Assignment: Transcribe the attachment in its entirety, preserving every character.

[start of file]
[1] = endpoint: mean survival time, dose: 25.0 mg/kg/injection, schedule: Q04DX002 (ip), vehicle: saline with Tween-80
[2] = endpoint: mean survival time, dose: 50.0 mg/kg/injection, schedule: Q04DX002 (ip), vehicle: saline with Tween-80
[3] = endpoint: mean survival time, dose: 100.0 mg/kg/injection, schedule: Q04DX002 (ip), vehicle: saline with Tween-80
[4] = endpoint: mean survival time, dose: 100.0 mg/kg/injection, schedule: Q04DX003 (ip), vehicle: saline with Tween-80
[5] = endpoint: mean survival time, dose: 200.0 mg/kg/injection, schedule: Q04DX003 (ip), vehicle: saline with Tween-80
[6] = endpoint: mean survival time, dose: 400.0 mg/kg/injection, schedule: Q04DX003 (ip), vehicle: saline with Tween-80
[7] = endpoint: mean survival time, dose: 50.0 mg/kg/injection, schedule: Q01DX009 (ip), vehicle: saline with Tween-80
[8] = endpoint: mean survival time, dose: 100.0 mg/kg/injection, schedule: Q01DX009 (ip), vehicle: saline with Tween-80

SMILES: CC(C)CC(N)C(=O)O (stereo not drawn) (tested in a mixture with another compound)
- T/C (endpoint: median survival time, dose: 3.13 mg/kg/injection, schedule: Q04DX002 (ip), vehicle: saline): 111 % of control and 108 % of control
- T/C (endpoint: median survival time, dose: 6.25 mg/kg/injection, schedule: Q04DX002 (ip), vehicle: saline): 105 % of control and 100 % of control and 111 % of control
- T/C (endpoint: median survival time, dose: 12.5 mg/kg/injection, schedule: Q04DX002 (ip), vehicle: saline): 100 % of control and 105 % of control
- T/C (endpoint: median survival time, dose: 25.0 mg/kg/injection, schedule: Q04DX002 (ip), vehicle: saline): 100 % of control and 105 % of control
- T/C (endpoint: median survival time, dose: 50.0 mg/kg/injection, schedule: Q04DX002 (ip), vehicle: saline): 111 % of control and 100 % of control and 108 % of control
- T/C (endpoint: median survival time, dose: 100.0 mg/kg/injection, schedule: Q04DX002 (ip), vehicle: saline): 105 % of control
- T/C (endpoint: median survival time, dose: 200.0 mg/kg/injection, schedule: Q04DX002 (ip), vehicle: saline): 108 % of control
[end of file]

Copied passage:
[1] = endpoint: mean survival time, dose: 25.0 mg/kg/injection, schedule: Q04DX002 (ip), vehicle: saline with Tween-80
[2] = endpoint: mean survival time, dose: 50.0 mg/kg/injection, schedule: Q04DX002 (ip), vehicle: saline with Tween-80
[3] = endpoint: mean survival time, dose: 100.0 mg/kg/injection, schedule: Q04DX002 (ip), vehicle: saline with Tween-80
[4] = endpoint: mean survival time, dose: 100.0 mg/kg/injection, schedule: Q04DX003 (ip), vehicle: saline with Tween-80
[5] = endpoint: mean survival time, dose: 200.0 mg/kg/injection, schedule: Q04DX003 (ip), vehicle: saline with Tween-80
[6] = endpoint: mean survival time, dose: 400.0 mg/kg/injection, schedule: Q04DX003 (ip), vehicle: saline with Tween-80
[7] = endpoint: mean survival time, dose: 50.0 mg/kg/injection, schedule: Q01DX009 (ip), vehicle: saline with Tween-80
[8] = endpoint: mean survival time, dose: 100.0 mg/kg/injection, schedule: Q01DX009 (ip), vehicle: saline with Tween-80

SMILES: CC(C)CC(N)C(=O)O (stereo not drawn) (tested in a mixture with another compound)
- T/C (endpoint: median survival time, dose: 3.13 mg/kg/injection, schedule: Q04DX002 (ip), vehicle: saline): 111 % of control and 108 % of control
- T/C (endpoint: median survival time, dose: 6.25 mg/kg/injection, schedule: Q04DX002 (ip), vehicle: saline): 105 % of control and 100 % of control and 111 % of control
- T/C (endpoint: median survival time, dose: 12.5 mg/kg/injection, schedule: Q04DX002 (ip), vehicle: saline): 100 % of control and 105 % of control
- T/C (endpoint: median survival time, dose: 25.0 mg/kg/injection, schedule: Q04DX002 (ip), vehicle: saline): 100 % of control and 105 % of control
- T/C (endpoint: median survival time, dose: 50.0 mg/kg/injection, schedule: Q04DX002 (ip), vehicle: saline): 111 % of control and 100 % of control and 108 % of control
- T/C (endpoint: median survival time, dose: 100.0 mg/kg/injection, schedule: Q04DX002 (ip), vehicle: saline): 105 % of control
- T/C (endpoint: median survival time, dose: 200.0 mg/kg/injection, schedule: Q04DX002 (ip), vehicle: saline): 108 % of control